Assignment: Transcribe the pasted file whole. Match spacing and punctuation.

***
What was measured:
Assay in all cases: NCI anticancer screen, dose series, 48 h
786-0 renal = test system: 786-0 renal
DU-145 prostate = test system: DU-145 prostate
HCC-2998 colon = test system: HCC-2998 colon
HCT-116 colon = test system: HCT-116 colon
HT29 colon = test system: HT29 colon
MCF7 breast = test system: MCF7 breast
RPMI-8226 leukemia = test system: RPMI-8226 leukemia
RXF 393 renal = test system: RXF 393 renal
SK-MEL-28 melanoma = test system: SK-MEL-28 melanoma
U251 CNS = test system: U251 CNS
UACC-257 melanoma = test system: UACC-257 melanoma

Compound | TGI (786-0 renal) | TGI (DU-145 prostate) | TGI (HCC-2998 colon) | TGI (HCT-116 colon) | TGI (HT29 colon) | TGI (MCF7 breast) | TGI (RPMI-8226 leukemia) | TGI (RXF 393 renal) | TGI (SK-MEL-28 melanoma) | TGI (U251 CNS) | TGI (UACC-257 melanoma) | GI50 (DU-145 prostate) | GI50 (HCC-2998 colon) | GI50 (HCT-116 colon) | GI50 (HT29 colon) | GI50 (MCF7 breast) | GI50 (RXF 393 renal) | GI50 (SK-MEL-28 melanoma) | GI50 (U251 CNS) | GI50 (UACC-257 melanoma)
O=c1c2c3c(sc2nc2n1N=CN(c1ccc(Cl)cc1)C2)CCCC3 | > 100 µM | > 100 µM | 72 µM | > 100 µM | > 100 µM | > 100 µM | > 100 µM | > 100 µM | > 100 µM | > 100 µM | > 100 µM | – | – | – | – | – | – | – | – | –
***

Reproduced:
What was measured:
Assay in all cases: NCI anticancer screen, dose series, 48 h
786-0 renal = test system: 786-0 renal
DU-145 prostate = test system: DU-145 prostate
HCC-2998 colon = test system: HCC-2998 colon
HCT-116 colon = test system: HCT-116 colon
HT29 colon = test system: HT29 colon
MCF7 breast = test system: MCF7 breast
RPMI-8226 leukemia = test system: RPMI-8226 leukemia
RXF 393 renal = test system: RXF 393 renal
SK-MEL-28 melanoma = test system: SK-MEL-28 melanoma
U251 CNS = test system: U251 CNS
UACC-257 melanoma = test system: UACC-257 melanoma

Compound | TGI (786-0 renal) | TGI (DU-145 prostate) | TGI (HCC-2998 colon) | TGI (HCT-116 colon) | TGI (HT29 colon) | TGI (MCF7 breast) | TGI (RPMI-8226 leukemia) | TGI (RXF 393 renal) | TGI (SK-MEL-28 melanoma) | TGI (U251 CNS) | TGI (UACC-257 melanoma) | GI50 (DU-145 prostate) | GI50 (HCC-2998 colon) | GI50 (HCT-116 colon) | GI50 (HT29 colon) | GI50 (MCF7 breast) | GI50 (RXF 393 renal) | GI50 (SK-MEL-28 melanoma) | GI50 (U251 CNS) | GI50 (UACC-257 melanoma)
O=c1c2c3c(sc2nc2n1N=CN(c1ccc(Cl)cc1)C2)CCCC3 | > 100 µM | > 100 µM | 72 µM | > 100 µM | > 100 µM | > 100 µM | > 100 µM | > 100 µM | > 100 µM | > 100 µM | > 100 µM | – | – | – | – | – | – | – | – | –